There are many trite but true expressions about dealing with adverse situations—“When life gives you lemons, make lemonade,” “When the going gets tough, the tough get going,” “A diamond was once a lump of coal that was put under pressure,” and “Necessity is the mother of invention,” are a few that spring to mind. Many famous people have quotes on adversity—you can find web sites devoted to these quotes. Gloria Carter-Hicks of Hicks-Carter-Hicks, LLC, (H-C-H) exemplifies the best of these expressions. Driven, passionate, dedicated, and honorable could all be used to describe the owner, CEO, and president of this management consulting firm. She started her own business in 1999 when the company for which she was working transferred her job function to Chicago. St. Louis was home and she wanted to stay so she made her lemonade from that lemon. At that point, she had 16 years of experience in business—sales, operations, and human resources experience in retail, food service, financial services, and she even worked in city government. Carter-Hicks grew up with parents who owned a small grocery store, so she learned how to be a small business owner from them. If Carter-Hicks doesn’t know an industry or job herself, she knows someone who does.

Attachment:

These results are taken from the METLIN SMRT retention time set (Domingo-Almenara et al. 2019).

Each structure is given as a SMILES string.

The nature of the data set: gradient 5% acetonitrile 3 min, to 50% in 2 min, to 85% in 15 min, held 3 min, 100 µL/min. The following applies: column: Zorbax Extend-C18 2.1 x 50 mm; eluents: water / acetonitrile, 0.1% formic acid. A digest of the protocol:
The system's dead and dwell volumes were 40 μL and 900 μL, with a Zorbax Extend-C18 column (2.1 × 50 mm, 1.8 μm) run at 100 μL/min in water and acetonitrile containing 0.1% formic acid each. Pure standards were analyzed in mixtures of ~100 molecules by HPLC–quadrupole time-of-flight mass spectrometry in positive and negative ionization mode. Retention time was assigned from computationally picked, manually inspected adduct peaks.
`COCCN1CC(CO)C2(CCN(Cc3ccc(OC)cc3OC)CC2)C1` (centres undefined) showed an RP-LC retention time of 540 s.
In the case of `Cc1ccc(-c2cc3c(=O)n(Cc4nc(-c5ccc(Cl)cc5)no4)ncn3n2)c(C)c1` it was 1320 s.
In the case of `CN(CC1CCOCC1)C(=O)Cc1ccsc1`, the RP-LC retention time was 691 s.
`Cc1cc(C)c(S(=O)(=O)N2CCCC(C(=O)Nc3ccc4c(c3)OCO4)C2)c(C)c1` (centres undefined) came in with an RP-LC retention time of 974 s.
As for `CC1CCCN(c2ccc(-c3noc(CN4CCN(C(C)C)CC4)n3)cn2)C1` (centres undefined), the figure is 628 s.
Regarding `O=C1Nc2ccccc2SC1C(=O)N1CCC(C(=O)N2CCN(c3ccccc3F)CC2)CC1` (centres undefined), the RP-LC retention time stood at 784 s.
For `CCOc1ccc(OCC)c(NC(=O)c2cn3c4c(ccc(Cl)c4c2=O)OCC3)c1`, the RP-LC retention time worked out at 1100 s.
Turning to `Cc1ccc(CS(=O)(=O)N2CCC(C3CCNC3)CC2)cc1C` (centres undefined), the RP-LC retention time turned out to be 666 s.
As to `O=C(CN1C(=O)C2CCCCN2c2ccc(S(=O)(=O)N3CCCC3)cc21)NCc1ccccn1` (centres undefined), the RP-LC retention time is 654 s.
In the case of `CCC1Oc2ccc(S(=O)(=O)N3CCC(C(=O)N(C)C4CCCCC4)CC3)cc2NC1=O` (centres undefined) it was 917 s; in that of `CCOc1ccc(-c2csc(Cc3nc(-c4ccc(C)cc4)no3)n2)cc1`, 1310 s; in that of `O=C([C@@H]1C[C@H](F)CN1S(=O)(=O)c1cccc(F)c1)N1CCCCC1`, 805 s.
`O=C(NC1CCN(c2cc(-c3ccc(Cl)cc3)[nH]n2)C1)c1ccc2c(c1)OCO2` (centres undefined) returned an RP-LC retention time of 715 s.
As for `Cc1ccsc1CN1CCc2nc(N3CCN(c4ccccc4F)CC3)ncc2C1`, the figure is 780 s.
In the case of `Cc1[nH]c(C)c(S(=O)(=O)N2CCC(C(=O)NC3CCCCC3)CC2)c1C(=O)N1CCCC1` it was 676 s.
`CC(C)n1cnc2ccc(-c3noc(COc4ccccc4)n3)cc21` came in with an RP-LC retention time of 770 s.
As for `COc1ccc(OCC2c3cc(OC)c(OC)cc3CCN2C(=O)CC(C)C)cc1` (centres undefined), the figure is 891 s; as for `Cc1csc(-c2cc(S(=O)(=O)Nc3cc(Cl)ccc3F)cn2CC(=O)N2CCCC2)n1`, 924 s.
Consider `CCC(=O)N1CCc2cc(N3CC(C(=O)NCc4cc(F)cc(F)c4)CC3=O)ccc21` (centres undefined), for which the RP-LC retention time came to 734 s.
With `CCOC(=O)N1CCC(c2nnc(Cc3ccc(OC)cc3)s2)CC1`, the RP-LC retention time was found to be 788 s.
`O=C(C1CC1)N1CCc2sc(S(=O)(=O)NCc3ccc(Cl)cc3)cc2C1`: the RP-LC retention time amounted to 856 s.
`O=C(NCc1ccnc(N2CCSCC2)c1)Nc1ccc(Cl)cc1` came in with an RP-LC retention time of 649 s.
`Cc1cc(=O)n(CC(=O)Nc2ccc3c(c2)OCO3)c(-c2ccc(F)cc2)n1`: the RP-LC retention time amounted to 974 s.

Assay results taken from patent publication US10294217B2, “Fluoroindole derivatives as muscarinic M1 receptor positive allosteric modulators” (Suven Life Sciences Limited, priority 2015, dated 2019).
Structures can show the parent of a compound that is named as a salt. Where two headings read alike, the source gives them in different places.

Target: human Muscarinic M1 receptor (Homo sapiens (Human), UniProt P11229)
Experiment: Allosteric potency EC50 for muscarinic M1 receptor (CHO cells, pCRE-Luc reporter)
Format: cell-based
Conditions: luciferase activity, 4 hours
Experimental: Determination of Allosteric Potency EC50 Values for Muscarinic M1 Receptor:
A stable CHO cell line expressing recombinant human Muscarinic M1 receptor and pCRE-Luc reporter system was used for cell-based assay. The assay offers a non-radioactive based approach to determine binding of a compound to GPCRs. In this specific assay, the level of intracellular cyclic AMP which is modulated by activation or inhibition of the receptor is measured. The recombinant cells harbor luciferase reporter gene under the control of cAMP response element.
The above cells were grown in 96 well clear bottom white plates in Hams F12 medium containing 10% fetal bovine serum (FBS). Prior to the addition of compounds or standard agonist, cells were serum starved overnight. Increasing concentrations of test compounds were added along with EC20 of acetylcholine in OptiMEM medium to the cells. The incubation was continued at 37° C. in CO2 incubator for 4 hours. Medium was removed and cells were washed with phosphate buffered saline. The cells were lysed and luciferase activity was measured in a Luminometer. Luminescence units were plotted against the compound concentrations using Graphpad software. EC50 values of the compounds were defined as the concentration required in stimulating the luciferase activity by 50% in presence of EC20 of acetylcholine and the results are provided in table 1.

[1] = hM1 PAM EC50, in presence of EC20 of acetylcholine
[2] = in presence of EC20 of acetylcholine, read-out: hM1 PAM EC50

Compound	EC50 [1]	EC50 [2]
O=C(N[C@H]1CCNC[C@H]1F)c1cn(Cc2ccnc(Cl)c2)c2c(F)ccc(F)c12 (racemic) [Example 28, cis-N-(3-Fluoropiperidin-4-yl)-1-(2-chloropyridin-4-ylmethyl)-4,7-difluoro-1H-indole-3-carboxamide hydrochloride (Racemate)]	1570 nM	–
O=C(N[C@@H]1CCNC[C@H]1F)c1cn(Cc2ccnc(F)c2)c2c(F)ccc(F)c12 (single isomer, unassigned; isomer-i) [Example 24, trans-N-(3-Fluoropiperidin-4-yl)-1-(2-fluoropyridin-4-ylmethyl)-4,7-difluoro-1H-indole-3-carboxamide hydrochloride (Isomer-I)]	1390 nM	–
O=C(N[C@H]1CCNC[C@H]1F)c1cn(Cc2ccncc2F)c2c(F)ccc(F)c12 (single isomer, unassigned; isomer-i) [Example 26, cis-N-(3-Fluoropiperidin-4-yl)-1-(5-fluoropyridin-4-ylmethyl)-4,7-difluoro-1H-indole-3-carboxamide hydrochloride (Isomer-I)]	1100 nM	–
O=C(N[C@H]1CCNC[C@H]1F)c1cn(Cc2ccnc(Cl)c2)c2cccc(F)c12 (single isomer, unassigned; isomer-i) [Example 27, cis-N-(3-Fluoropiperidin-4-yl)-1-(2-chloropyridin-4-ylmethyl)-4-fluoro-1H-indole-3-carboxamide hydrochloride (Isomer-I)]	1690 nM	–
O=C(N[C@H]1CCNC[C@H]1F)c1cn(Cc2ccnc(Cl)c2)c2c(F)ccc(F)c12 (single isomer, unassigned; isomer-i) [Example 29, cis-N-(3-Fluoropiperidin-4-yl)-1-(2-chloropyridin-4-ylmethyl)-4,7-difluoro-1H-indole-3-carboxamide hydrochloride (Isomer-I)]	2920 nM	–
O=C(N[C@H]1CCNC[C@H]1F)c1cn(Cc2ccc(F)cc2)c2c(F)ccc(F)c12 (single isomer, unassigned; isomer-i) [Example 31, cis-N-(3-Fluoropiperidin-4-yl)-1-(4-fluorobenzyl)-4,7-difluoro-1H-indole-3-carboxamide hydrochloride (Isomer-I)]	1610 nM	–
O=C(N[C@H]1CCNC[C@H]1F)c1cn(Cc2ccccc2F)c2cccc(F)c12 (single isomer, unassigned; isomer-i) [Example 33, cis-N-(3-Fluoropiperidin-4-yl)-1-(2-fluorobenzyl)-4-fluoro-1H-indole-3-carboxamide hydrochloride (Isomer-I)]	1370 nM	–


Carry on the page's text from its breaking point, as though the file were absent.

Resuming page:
While her firm offers services in training, management consulting, executive coaching, and surveying employees, she has a special affinity and love for diversity management and inclusion training. In her “free time” she serves on the Minority Business Enterprise Input Committee and board of the St. Louis Minority Supplier Development Council, is on the St. Louis Workforce Development Board, and does volunteer work coaching minority and women-owned small business enterprises. As a female, minority, small business owner, she understands how perceptions can hurt or help a business. She coaches business owners on overcoming negative perceptions—especially those relating to small businesses or minority businesses. For example, some feel small businesses would not have the resources to complete a contract or job, and are hesitant to award contract business. She shows business owners how to capitalize on strategic partnerships and the multiplicative force of these partnerships. Hicks-Carter-Hicks is currently licensed to work in Missouri, Ohio and Maryland, with a long-term goal of opening an office in Maryland.